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Putting up your best defense

In about the time it takes to brew a cup of coffee, at least one woman in our country is attacked.

Rape or sexual assault happens every one to two minutes in the U.S., according to the Department of Justice's National Crime Victimization Survey.

But fortunately, Maria Hannah, the chief instructor at Stellhorn Taekwondo, says women don't need bodyguards or brute strength to defend themselves. Actually, all we need are two things we carry with us 24 hours a day – our bodies and minds.

Hannah is hosting a free self-defense clinic for women from 8 a.m. to 10 a.m. May 31 at 6063 Stellhorn Road to help us use our bodies and minds to our advantage in the event of an attack.

Although she is a fourth-degree black belt, she emphasizes that evading attackers is less about getting physical and more about taking basic safety precautions to avoid an attack in the first place.

“This clinic is not necessarily about learning how to hit the hardest or do Tae- kwondo moves,” Hannah said. “The focus of it is prevention and basic things everyone can do.”

Self-defense clinics have proven helpful in reducing the likelihood of sexual assault. A 2005 report by the National Institute of Justice found that potential rape victims who physically or verbally resisted attackers reduced the probability of being raped and did not significantly increase their risk of injury

But Hannah hopes the women who attend her seminar take away more than a list of dos and don'ts. She wants to help them achieve a sense of self-empowerment that they can protect themselves and their families no matter who they are or what they have at their disposal when an attack happens.

Even though we might assume we need to be physically fit or trained in martial arts to feel confident about defending ourselves, she says that's not necessarily true. Actually, one of the “biggest and baddest” muscles we can use in the event of an attack is our brain.

“I believe women can outsmart attackers no matter what their stature is,” Hannah said. “They just need to be trained to think differently.”

For example, when a woman is approached in a parking lot by a stranger, her first inclination might be to scream, “Help.” But Hannah says she should actually scream something like “Fire” or “That's not my husband” because many bystanders will ignore “help.”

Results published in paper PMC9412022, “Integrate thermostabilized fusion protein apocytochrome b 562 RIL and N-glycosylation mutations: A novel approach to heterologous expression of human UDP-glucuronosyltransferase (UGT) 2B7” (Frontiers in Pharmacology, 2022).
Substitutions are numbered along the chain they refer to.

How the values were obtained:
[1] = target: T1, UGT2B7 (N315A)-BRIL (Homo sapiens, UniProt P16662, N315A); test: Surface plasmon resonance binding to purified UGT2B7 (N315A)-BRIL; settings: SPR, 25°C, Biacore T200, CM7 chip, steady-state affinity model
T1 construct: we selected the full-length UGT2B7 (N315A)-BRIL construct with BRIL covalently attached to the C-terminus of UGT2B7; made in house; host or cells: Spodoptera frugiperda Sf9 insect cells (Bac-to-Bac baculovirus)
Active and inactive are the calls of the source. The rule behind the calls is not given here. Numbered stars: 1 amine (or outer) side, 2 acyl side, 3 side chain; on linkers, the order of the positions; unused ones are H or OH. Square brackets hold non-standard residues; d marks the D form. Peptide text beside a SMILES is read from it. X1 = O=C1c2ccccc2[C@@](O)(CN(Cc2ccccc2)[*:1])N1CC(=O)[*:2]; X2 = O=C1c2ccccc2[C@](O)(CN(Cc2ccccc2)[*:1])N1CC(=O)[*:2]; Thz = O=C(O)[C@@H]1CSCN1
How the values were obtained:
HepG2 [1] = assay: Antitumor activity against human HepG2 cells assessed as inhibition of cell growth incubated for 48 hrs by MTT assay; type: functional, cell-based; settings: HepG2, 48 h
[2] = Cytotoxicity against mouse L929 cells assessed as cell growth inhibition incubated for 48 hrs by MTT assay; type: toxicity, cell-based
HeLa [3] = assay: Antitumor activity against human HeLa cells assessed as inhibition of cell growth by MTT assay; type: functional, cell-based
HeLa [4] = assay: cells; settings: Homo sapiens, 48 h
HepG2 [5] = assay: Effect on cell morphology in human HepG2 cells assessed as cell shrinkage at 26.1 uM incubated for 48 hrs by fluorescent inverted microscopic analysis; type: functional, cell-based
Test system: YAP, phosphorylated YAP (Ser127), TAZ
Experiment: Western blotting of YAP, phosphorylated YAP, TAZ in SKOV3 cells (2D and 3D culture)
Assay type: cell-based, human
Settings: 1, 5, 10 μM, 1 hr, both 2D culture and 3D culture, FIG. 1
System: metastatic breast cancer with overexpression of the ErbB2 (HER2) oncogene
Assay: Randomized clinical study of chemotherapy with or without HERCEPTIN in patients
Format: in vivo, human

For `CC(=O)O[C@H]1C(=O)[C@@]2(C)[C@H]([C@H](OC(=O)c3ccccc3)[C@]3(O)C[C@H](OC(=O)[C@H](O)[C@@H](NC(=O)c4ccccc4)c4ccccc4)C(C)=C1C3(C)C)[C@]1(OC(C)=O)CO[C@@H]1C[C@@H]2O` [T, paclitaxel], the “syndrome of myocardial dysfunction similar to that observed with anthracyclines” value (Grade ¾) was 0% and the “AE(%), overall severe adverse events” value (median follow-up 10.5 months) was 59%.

Dean Houser, who teaches a different self-defense course for men and women at Living Arts Academy in Columbia City, agrees that a loud voice is a powerful tool to dissuade potential attackers.

He tells his students that if they get a bad feeling around someone, and don't feel comfortable saying something like “stop,” they should look the person in the eyes and loudly ask: “Can I help you?”

“It says, ‘I am confident and willing to take you on,' ” Houser said.

Because of the subject matter content Hannah will discuss at her clinic, she asks that the women who attend be 18 years old and older. As a 23-year-old, she specifically wants to focus on younger women because she thinks they are highly susceptible to attacks because they're more likely to be out late at night, to be distracted by cellphones and to be living independently.

Along with the basic ways to avoid attacks, she will also go over the main pressure points on the body, as well as what women should do after an attempted attack takes place.

If women who attend Hannah's clinic want further training, she encourages them to talk with her afterward to get information regarding Stellhorn Tae- kwondo's schedule and program options.

During the free course, she will perform most of the demonstrations, but she encourages women who attend to wear sweatpants and T-shirts so they can participate as necessary. Those interested should call 486-7776 to reserve a spot.

If more of us knew how to use our minds and bodies for self-defense, maybe we could reduce the sad statistics that say about two U.S. women were attacked in the time it took you to read this.

Kara Hackett is social media writer for The Journal Gazette. To see more of her work throughout the week and participate in the conversation, go to www.journalgazette.net/coffeebreak, where this column first appeared.

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